Centenarian Advantage: Some old folks make cholesterol in big way

Healthy living undoubtedly plays a role in longevity. But studies have shown that siblings of centenarians are 8 to 17 times as likely as the average person to see 100. That link suggests that a potent benefit runs in the family’s genes.

Researchers now offer an explanation for a portion of this hereditary good fortune. In the Oct. 15 Journal of the American Medical Association, physician Nir Barzilai of the Albert Einstein College of Medicine in New York and his colleagues report that Jewish near-centenarians and their offspring are more likely than other people to have large cholesterol particles in their blood, a condition conducive to good health. What’s more, the old people and their children are more likely than others to carry a variant form of a gene called CETP.

This gene encodes the cholesteryl ester transfer protein (CETP), which plays a role in the formation and movement of cholesterol particles in the body.

The researchers enlisted Jews of eastern European descent because the group has a history of longevity and its members tend to marry within the population, creating a genetically homogeneous group.

For the cholesterol investigation, Barzilai’s team obtained blood samples from 213 Jewish men and women, average age 98, all of whom had been living independently at age 95. Half were centenarians, and ages ranged from 95 to 107. The researchers also got blood samples from 216 of the group’s offspring. For comparison purposes, the scientists obtained blood from 258 other Jews, some of whom were spouses of the offspring. Also, the researchers had blood samples from 589 white, unrelated, non-Jewish people. The average ages in the offspring and comparison groups ranged from 68 to 70 years.

Doctors currently measure blood concentrations of two forms of cholesterol, high-density and low-density lipoprotein (HDL and LDL), to assess risk of heart disease. In the new study, the very old people and their offspring were significantly more likely to have large versions of both HDL and LDL than were people in either control group.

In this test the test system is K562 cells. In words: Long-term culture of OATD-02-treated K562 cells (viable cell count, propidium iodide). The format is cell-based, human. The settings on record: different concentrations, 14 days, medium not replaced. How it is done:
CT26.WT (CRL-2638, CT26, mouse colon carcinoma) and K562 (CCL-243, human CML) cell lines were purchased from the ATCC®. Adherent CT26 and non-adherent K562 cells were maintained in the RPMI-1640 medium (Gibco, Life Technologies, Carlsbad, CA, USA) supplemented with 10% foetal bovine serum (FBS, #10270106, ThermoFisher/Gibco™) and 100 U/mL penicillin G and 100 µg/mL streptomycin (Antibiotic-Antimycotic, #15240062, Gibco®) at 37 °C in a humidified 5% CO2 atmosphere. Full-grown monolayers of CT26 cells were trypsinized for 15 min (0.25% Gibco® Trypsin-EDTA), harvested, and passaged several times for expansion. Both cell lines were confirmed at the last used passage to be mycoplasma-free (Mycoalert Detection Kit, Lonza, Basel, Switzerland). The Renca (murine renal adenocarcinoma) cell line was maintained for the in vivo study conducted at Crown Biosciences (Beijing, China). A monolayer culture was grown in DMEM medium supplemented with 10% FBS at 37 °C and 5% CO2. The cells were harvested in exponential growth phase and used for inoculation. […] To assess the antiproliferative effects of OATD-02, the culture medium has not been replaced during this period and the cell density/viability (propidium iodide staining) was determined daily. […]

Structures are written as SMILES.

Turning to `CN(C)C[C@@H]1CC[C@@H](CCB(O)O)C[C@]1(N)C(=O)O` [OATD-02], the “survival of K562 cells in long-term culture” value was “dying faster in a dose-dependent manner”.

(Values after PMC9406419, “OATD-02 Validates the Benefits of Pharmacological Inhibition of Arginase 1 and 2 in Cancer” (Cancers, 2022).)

The size correlation was independent of the concentrations of HDL and LDL.

Scientists theorize that small LDL particles penetrate vessel walls more easily than large particles do. This heightens the risk of atherosclerotic plaques, Barzilai says.

In Barzilai’s recent work, genetic tests revealed that the very old participants and their offspring were three times as likely as the Jewish control group to have a specific variation in their CETP gene.

Members of the non-Jewish control group weren’t tested for this variation.

When the researchers considered the health of members of the offspring and spousal groups, they found that those who showed high blood pressure and heart problems were less likely to have large cholesterol-particles than their healthier counterparts were.

“These findings are striking,” says David B. Finkelstein, a molecular biologist at the National Institute on Aging in Bethesda, Md. The work strongly suggests that cholesterol-particle size correlates with health risk, he says. “If I were a drug company reading this, I’d want to [find agents that] modify particle size,” he says.

Indeed, the drug company Pfizer, based in New York, is currently testing a CETP inhibitor as a promoter of heart health.

Finkelstein points out that there could be other variant forms of CETP–or of other genes–that influence the size of cholesterol particles.

Also, Barzilai notes, genetic variations that appear to impart benefits to a Jewish population might not occur in other ethnic groups.


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